Policy on the use of stem cells in research

Wellcome supports the use of all stem cells1 in research where such research meets legal and ethical requirements and believes their use is vital for expanding our knowledge of biological and disease processes. Our support is driven by the potential benefits stem cell research holds in furthering our vision to achieve improvements in health.

Background

Stem cells can be derived from a number of different sources. Adult or somatic stem cells are isolated from specialised tissues and organs in humans or animals. Human embryonic stem cells (hESCs) are extracted from a very early stage human embryo when it is a collection of cells known as a blastocyst.2 These are usually sourced from early stage embryos no longer required for IVF which would otherwise be destroyed. Most hESC research now uses cell lines already in existence – copies of those cells which have been derived in the past.

Stem cells have several significant and unique features that distinguish them from other types of cells. They are ‘master cells’ that can self-renew and under certain conditions, differentiate into specialised cells, such as a neuron or red blood cell. Their capacity to differentiate into specialised cells varies between different types of stem cells.

Research using stem cells is advancing our understanding of biological development, tissue repair and regeneration, and researchers are exploring the potential of stem cells in developing new treatments and therapies.

Implementation and Wellcome's requirements of grantholders

Implementation of the policy 

To realise the full potential of stem cells for improving health, scientists must be able to continue research in all avenues of stem cell research, including adult, human embryonic and induced pluripotent stem cells in basic and clinical science.

We are committed to supporting the translation of stem cell research into healthcare impacts; the mechanism by which this is achieved (for example, by patent protection or open publication of research results) should be whichever is most likely to produce a successful healthcare impact that benefits the public. We do not stipulate how this should be achieved and the appropriate route for researchers to best accomplish this impact will vary according to individual circumstances and may require a combination of approaches.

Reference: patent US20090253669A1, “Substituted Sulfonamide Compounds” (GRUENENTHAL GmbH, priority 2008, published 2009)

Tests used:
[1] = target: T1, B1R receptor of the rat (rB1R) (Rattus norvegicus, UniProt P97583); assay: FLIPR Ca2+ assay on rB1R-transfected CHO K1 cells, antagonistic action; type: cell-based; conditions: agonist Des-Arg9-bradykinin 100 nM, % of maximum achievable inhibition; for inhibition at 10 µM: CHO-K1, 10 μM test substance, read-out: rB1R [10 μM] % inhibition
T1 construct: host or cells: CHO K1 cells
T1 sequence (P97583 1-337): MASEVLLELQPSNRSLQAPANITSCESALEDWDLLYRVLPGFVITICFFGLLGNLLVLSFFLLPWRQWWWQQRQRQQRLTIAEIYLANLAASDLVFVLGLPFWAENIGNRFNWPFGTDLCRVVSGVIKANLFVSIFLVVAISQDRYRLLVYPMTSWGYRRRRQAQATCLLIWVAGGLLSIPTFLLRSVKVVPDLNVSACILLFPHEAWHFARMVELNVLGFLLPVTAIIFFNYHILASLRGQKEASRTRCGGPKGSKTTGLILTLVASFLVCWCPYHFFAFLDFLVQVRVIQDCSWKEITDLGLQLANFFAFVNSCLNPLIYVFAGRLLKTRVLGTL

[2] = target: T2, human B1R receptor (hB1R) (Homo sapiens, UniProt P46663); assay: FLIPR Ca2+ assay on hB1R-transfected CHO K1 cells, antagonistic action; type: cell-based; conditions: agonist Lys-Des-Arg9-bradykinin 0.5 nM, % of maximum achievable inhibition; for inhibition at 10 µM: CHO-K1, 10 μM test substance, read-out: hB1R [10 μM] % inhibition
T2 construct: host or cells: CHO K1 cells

Requirements for grantholders

Translation of stem cell research into healthcare benefits

Maximising the outcomes of research to improve health for the benefit of the public should be the primary consideration in deciding the most appropriate route for exploiting research results – whether that be through commercial or non-commercial means

We support a range of mechanisms to ensure the greatest impact from Wellcome-funded research, including open access publication. Our policy position on intellectual property provides further details on how the potential healthcare impacts can be best realised. Foundational discoveries3 that could lead to a greater benefit through unrestricted use should be freely available.

Ethical and regulatory requirements

As with all scientific research funded by Wellcome, stem cell research will be funded on merit and scientific excellence after rigorous peer review and in line with the current legal and regulatory framework. We expect all Wellcome-funded researchers to conduct stem cell research according to high ethical standards.

Specific guidance related to research using stem cells can be found in the UK Stem Cell Bank's Code of Practice for the use of Human Stem Cell Lines.

We will only fund research outside the UK that would be considered to be in line with current good practice and the principles of UK legislation.

Depositing high quality cell lines in stem cell banks, maximises resources, reduces duplication and encourages consistency in the field. We require that researchers deposit a viable sample of every human embryonic stem cell line derived in the course of Wellcome-funded research with an internationally recognised stem cell bank, such as the National Stem Cell Bank in the UK. We recommend that stem cell lines of other types (eg somatic, induced pluripotent) are likewise deposited in an appropriate bank.

We will, in principle, consider funding egg sharing schemes to provide human eggs for research, provided such schemes have received approval from appropriate bodies and the Trust is satisfied with the scientific merits and ethical aspects of individual applications, which it will evaluate on a case by case basis.

More information

We recognise the complexity of ongoing legal, ethical, social and scientific developments in relation to human embryonic stem cells and we will continue to monitor and develop our policies in this area. We will seek to influence legal and policy developments in relation to stem cells where Wellcome is of the view that this is necessary in furthering our vision.

To discuss this issue further, contact the Strategic Planning and Policy Unit: sppu@wellcome.ac.uk

Footnotes

1This includes adult (somatic), embryonic, foetal and induced pluripotent stem cells.

2More details on the different types of stem cells are provided in Sections 2.1.1 to 2.1.5 of the UK Stem Cell Bank's 'Code of Practice for the use of Human Stem Cell Lines' (2010).

3Foundational discoveries would include work such as the Human Genome Project or any composition of matter which occurs naturally in the human body or in nature.

Contact us

If you have questions about any of our policies, contact the policy team.